Rowenna’s Wedding Dress Strory

By Jay Thorson

My wife bought her wedding gown at a place called the “Bridal Palace” in Harwood Heights, Illinois. We were married December 10, 1983, at Augustana Lutheran Church in Chicago, near the University of Chicago campus. It was a delightfully snowy day!

My wife’s maiden name was Beth G. Cunningham. We now live near Milwaukee. About a year after our wedding, I had the dress cleaned and stored in a typical preservation box. As children, I can remember our girls occasionally looking at it through the plastic window in the box.

Beth Cunningham Thorson on her wedding day
Beth Cunningham Thorson on her wedding day

Jay Thorson wedding to Beth Cunningham

Our older daughter, Rowenna, liked the idea of wearing the dress, and since she is only a few inches taller, we thought it might work. At Christmas break from grad school, December of 2010, we got everyone together (hiding her fiancé in another room) to see what was in the box. That’s when we took the photos below.

Rowenna opens her mother's wedding dress box
Rowenna opens her mother's wedding dress box

Rowenna tried the dress on – and other than being incredibly wrinkly, it fit pretty well. She took it back to Maryland, and made arrangements to get it ready for the wedding. It was altered some, and another layer of lace added to the bottom to lengthen it.

Another Wedding for the Wedding Dress

My daughter Rowenna Beth Thorson married Nathan Oesch on July 23, 2011,. at the Great Hall at St. John’s College in Annapolis Maryland (where she and Nate met). It was incredibly hot outside – not ideal for a winter dress – but it was very nice to see her wear it on her wedding. I’m a Lutheran minister, so I did the wedding service as well. The reception was held in the college’s very classy formal dining room, with live jazz music by friends of the bride and groom, and lots of swing dancing (in that dress!).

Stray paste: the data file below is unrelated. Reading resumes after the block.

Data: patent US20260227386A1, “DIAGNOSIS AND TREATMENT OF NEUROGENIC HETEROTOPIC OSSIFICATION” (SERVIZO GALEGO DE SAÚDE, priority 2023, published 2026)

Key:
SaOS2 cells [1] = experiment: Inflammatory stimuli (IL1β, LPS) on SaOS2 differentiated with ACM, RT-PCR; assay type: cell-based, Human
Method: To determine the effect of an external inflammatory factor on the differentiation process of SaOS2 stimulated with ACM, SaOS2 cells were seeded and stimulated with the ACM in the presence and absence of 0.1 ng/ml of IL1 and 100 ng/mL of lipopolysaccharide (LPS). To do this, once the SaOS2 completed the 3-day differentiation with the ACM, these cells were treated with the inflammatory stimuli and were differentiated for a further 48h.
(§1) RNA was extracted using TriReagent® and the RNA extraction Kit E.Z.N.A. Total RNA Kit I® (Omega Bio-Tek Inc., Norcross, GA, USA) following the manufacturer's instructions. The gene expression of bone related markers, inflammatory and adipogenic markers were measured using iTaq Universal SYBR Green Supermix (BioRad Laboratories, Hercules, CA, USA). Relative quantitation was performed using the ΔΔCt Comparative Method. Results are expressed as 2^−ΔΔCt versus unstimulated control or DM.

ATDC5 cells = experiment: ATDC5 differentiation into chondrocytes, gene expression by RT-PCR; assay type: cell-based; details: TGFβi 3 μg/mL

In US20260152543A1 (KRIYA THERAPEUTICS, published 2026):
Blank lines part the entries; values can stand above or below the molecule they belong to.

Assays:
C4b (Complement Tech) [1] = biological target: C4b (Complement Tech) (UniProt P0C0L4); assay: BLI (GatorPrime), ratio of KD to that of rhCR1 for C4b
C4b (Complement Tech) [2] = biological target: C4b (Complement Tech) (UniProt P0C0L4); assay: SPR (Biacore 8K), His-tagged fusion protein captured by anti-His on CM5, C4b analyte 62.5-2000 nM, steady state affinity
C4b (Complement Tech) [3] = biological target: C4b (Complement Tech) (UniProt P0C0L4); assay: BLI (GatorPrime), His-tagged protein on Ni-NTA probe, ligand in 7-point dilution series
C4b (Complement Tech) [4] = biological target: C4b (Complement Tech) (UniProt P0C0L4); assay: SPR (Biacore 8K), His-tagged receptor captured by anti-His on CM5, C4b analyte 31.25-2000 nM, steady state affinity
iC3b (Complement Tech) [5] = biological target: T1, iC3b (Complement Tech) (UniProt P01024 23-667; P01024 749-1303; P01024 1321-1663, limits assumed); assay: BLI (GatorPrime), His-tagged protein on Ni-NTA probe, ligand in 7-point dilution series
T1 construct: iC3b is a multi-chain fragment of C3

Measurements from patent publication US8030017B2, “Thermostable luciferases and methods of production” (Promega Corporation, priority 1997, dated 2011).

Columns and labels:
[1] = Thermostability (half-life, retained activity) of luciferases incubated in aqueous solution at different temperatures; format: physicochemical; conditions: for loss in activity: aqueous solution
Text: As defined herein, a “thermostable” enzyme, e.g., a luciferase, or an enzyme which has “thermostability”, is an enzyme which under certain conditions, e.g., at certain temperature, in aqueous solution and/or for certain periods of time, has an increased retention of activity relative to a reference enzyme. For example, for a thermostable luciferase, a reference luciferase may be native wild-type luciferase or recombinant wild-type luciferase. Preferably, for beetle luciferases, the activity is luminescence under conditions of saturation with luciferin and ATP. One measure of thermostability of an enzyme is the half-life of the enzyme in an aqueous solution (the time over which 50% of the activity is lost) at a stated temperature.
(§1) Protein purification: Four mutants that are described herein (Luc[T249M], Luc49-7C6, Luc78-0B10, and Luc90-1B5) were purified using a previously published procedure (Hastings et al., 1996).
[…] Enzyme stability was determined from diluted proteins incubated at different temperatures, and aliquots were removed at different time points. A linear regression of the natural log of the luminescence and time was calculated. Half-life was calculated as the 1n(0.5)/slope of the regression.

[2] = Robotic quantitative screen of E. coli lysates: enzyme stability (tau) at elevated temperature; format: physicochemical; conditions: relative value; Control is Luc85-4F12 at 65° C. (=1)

I’m so glad I found you folks (Heritage Garment Preservation). We will look forward to having the dress here, in a museum style bag, so we can take it out and let our grandchildren ‘visit’ the dress.

Thoughts on My Wedding Gown

By Rowenna Oesch

I grew up looking at pictures of my mom’s wedding dress and loved the lace detailing, the long train, the scalloped neckline, the cutout in the back, the veil handmade by my mother – I just loved the dress! I always knew I wanted to wear it. I looked at a few other dresses while engaged, but always came back to this one. It was so fortunate that when I opened the box, it was not only in great condition, but fit pretty well! I had a few alterations done on the bodice and sleeves, and a layer of lace added to the hemline to lengthen it since I’m a bit taller than my mom. Otherwise, the dress was just the same.

It was a dress much more fit for my parents’ December wedding, but I made it work even in the sweltering Maryland midsummer heat.

Rowenna Thorson wears her mother's wedding gown for her wedding

Rowenna Thorson wears her mother's wedding gown for her wedding

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